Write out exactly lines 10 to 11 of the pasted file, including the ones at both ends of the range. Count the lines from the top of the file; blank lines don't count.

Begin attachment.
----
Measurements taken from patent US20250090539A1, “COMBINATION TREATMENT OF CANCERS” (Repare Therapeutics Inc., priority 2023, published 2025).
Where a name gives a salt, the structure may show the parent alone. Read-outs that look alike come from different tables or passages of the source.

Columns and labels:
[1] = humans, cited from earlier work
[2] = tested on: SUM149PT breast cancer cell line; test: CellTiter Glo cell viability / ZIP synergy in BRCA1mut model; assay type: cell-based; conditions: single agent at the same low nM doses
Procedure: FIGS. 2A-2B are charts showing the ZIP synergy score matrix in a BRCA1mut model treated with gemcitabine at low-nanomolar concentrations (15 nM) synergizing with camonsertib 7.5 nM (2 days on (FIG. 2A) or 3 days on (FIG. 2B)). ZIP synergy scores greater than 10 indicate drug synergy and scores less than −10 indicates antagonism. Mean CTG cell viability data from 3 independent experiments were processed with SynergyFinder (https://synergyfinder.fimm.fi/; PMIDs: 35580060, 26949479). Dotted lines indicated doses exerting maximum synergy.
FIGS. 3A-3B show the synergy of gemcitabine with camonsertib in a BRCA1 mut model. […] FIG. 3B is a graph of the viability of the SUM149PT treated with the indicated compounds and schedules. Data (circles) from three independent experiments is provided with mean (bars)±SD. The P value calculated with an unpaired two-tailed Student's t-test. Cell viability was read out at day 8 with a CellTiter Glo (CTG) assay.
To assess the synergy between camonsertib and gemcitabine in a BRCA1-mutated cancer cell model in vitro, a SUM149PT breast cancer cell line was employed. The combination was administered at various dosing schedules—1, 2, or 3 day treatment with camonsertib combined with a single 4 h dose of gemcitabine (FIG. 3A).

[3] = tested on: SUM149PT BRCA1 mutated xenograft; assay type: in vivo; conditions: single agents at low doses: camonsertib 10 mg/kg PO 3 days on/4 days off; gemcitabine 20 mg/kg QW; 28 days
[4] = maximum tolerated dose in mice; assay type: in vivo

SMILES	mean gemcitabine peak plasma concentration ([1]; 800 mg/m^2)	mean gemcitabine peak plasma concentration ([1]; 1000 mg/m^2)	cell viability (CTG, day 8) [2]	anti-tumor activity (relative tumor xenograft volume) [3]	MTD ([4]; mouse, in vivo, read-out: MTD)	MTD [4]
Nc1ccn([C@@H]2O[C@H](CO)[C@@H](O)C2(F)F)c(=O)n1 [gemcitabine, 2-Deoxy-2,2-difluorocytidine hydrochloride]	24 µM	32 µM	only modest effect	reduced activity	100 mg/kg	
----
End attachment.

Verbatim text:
[4] = maximum tolerated dose in mice; assay type: in vivo

SMILES	mean gemcitabine peak plasma concentration ([1]; 800 mg/m^2)	mean gemcitabine peak plasma concentration ([1]; 1000 mg/m^2)	cell viability (CTG, day 8) [2]	anti-tumor activity (relative tumor xenograft volume) [3]	MTD ([4]; mouse, in vivo, read-out: MTD)	MTD [4]